Fall Prevention and Traumatic Brain Injuries
I’m Ed Smith, a Dixon Brain Injury Lawyer. As people continue to live longer with the advances made in modern medicine, chronic brain diseases such as dementia are becoming more and more common. In order to prevent this from happening, it is important for everyone to think about steps that they can take to prevent brain injuries from happening in our most vulnerable population: the elderly.
The Most Common Culprit
In elderly individuals, the most common culprit of brain injuries is fall injuries. When someone slips and falls, they can suffer a variety of traumatic brain injuries, such as bone fractures; however, the biggest consequence that could result from a fall in an elderly individual is a traumatic brain injury. When an elderly person falls, their head could strike the floor. Because of the increased frailty of an elderly person, this could lead to a traumatic brain injury when their brain strikes the side or back of their skull. In addition, a skull fracture could be seen with a brain injury. There are several different ideas that people should think about putting to use to try and prevent these injuries from happening in the first place.
Prevention of Falls is Prevention of Traumatic Brain Injuries
Elderly people are more at risk of falls for several reasons. It is important to address these reasons to try and prevent traumatic brain injuries from occurring. Some of the risk factors that elderly individuals have for falls include:
- Trouble balancing
- Decreased muscle strength
- Decreased mobility
All of these issues can make an elderly individual more prone to falling. There are some measures that can be implemented to try and reduce the number of falls and brain injuries. Some of the ideas include:
Balance Classes: Balance classes have become more and more common as people realize the importance of reducing falls and brain injuries. These are classes that will get elderly people more involved in the community, help them socialize with their peers, and will improve their muscle strength and balance.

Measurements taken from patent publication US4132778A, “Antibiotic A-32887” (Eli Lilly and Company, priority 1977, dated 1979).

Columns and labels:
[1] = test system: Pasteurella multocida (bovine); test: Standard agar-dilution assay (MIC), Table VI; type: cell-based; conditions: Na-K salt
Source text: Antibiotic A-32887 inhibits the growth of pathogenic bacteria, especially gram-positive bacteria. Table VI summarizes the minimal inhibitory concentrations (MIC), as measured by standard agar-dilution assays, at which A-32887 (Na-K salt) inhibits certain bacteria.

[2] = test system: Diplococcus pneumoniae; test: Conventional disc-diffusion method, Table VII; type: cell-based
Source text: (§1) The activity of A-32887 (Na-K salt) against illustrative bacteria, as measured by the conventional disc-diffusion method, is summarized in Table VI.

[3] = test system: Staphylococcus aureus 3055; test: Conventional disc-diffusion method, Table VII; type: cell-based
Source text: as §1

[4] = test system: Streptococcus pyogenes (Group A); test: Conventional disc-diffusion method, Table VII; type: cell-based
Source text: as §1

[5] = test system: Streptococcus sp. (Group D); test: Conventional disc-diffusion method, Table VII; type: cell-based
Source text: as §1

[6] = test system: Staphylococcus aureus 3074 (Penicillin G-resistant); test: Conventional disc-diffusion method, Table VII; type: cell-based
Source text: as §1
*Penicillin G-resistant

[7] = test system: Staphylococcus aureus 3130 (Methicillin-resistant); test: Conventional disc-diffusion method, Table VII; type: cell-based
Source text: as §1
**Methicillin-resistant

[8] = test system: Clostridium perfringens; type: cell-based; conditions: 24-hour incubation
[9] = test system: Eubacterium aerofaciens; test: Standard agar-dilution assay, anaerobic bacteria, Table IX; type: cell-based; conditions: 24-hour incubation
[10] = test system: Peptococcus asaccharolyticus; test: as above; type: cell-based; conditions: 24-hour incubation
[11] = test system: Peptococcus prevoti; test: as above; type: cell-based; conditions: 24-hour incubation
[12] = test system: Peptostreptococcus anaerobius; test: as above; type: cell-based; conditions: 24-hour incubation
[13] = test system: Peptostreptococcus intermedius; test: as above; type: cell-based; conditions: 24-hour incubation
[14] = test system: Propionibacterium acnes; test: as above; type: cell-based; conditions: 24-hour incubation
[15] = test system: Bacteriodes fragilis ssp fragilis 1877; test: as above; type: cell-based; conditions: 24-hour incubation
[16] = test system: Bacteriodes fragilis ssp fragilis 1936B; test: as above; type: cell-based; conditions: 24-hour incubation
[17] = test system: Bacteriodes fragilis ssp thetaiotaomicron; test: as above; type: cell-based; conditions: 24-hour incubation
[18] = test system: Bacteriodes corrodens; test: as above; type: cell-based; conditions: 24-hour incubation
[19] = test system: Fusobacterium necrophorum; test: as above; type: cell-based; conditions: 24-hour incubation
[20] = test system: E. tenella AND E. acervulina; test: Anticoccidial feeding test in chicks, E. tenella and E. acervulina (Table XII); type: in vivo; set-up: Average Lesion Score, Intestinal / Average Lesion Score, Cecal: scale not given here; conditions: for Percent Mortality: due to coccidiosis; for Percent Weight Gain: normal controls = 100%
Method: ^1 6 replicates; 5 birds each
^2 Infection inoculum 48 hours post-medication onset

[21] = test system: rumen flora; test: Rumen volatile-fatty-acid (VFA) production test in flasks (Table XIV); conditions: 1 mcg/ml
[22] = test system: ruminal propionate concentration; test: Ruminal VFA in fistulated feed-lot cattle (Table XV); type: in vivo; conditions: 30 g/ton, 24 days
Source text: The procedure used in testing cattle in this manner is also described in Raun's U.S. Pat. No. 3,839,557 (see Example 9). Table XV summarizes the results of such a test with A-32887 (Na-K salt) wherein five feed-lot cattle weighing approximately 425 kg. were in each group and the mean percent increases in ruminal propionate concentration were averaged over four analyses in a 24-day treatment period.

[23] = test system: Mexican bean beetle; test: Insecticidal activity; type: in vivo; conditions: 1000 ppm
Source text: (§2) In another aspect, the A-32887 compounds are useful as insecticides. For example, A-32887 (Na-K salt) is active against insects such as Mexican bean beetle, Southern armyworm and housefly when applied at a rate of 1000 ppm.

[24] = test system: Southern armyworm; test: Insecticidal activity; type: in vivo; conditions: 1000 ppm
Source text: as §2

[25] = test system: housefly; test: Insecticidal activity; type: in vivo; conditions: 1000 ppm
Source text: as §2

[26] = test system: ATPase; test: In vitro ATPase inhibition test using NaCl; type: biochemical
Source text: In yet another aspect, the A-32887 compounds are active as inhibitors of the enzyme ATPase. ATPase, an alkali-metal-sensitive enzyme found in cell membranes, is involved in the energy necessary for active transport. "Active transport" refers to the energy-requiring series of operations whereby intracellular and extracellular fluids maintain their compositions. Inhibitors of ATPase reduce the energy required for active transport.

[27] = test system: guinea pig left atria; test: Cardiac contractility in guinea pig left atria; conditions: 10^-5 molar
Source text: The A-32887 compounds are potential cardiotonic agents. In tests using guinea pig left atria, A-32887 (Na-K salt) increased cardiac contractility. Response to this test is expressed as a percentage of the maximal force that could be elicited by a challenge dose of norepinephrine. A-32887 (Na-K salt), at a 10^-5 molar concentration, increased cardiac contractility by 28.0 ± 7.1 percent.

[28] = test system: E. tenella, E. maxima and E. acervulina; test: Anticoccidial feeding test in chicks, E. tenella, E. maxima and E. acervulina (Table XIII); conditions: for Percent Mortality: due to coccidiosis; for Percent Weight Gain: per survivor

Railings: It is vital to make sure that railings are present wherever elderly people are walking. If they are able to grab on to the railings, they will have a significantly reduced risk of falling and, thus, a reduced chance of suffering a brain injury.
Lighting: Falls can also happen at night and to prevent this, adequate lighting should be present wherever an elderly individual is walking. If they can see an obstacle in their path, they are more likely to avoid it and prevent a fall.
Remove Stairs: Lastly, it is a good idea to try and replace any stairs with ramps. Stairs present obstacles themselves and elderly individuals may not have the dexterity to successfully navigate them. Therefore, try to place ramps along paths that elderly people can use instead.
Dixon Brain Injury Lawyer
I’m Ed Smith, a Dixon Brain Injury Lawyer. If one of your elderly loved ones has sustained a traumatic brain injury, please reach out to me for free, friendly advice at (707) 564-1900 or (800) 404-5400.
I am a proud member of the Million Dollar Advocates Forum. We are a forum made up of top-rated trial lawyers who have won verdicts and negotiated settlements valued at more than $1 Million.
Please pause for a brief minute to look at my verdicts and settlements here.
Image Source: The image above has been taken from Unsplash.
:dr [cs 606] cv